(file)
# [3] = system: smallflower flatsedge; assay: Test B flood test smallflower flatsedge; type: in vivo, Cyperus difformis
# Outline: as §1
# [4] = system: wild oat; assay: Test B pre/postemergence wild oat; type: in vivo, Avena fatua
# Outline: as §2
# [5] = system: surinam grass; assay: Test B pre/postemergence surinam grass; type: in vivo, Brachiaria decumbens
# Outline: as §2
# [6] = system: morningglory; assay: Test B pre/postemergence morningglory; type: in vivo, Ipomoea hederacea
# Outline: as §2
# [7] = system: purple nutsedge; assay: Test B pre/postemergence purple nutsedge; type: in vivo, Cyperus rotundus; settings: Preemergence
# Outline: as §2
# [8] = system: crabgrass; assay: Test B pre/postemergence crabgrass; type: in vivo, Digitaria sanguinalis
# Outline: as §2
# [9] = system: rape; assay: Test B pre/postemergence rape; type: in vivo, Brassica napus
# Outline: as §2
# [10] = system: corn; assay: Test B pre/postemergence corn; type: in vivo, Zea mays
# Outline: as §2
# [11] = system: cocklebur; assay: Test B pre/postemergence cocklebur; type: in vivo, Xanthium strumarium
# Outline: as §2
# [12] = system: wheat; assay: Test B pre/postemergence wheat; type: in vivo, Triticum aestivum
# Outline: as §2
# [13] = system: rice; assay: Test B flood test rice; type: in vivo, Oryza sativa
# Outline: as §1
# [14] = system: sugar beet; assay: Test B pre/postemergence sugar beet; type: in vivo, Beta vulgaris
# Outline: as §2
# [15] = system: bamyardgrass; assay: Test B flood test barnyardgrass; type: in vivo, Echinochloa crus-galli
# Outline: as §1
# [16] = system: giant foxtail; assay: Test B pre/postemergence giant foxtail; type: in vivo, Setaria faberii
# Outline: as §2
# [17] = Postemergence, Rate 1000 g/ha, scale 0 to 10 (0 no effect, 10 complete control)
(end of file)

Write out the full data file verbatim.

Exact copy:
# [3] = system: smallflower flatsedge; assay: Test B flood test smallflower flatsedge; type: in vivo, Cyperus difformis
# Outline: as §1
# [4] = system: wild oat; assay: Test B pre/postemergence wild oat; type: in vivo, Avena fatua
# Outline: as §2
# [5] = system: surinam grass; assay: Test B pre/postemergence surinam grass; type: in vivo, Brachiaria decumbens
# Outline: as §2
# [6] = system: morningglory; assay: Test B pre/postemergence morningglory; type: in vivo, Ipomoea hederacea
# Outline: as §2
# [7] = system: purple nutsedge; assay: Test B pre/postemergence purple nutsedge; type: in vivo, Cyperus rotundus; settings: Preemergence
# Outline: as §2
# [8] = system: crabgrass; assay: Test B pre/postemergence crabgrass; type: in vivo, Digitaria sanguinalis
# Outline: as §2
# [9] = system: rape; assay: Test B pre/postemergence rape; type: in vivo, Brassica napus
# Outline: as §2
# [10] = system: corn; assay: Test B pre/postemergence corn; type: in vivo, Zea mays
# Outline: as §2
# [11] = system: cocklebur; assay: Test B pre/postemergence cocklebur; type: in vivo, Xanthium strumarium
# Outline: as §2
# [12] = system: wheat; assay: Test B pre/postemergence wheat; type: in vivo, Triticum aestivum
# Outline: as §2
# [13] = system: rice; assay: Test B flood test rice; type: in vivo, Oryza sativa
# Outline: as §1
# [14] = system: sugar beet; assay: Test B pre/postemergence sugar beet; type: in vivo, Beta vulgaris
# Outline: as §2
# [15] = system: bamyardgrass; assay: Test B flood test barnyardgrass; type: in vivo, Echinochloa crus-galli
# Outline: as §1
# [16] = system: giant foxtail; assay: Test B pre/postemergence giant foxtail; type: in vivo, Setaria faberii
# Outline: as §2
# [17] = Postemergence, Rate 1000 g/ha, scale 0 to 10 (0 no effect, 10 complete control)